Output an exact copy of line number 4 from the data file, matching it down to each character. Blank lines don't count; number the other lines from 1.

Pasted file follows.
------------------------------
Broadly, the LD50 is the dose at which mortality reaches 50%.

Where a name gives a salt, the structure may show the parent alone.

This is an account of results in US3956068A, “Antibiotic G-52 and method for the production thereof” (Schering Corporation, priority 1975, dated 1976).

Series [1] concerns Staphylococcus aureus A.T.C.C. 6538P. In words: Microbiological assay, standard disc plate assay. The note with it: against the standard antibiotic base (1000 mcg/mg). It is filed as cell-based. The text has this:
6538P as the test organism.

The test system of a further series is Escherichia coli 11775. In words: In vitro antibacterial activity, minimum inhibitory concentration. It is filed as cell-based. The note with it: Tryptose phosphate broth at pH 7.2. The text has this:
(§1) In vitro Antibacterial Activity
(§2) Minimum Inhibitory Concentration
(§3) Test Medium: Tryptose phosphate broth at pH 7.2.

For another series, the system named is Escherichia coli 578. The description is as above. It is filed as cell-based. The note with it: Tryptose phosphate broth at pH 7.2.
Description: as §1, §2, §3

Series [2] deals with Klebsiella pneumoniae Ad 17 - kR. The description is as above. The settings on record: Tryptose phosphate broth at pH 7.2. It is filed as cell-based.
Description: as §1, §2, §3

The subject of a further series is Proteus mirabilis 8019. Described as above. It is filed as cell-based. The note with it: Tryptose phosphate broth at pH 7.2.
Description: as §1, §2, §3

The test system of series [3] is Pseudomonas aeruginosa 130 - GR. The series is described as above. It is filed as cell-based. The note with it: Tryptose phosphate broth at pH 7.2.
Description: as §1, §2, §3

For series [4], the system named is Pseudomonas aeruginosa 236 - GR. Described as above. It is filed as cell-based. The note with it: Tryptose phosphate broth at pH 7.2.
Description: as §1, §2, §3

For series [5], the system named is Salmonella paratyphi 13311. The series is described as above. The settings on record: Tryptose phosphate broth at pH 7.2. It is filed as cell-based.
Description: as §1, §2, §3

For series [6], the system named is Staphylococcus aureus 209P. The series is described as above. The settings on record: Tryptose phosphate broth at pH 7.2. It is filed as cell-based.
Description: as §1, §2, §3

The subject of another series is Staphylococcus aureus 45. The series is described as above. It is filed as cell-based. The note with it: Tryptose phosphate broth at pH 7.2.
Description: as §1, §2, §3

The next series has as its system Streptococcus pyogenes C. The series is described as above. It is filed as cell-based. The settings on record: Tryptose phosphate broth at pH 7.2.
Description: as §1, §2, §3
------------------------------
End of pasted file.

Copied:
Series [1] concerns Staphylococcus aureus A.T.C.C. 6538P. In words: Microbiological assay, standard disc plate assay. The note with it: against the standard antibiotic base (1000 mcg/mg). It is filed as cell-based. The text has this: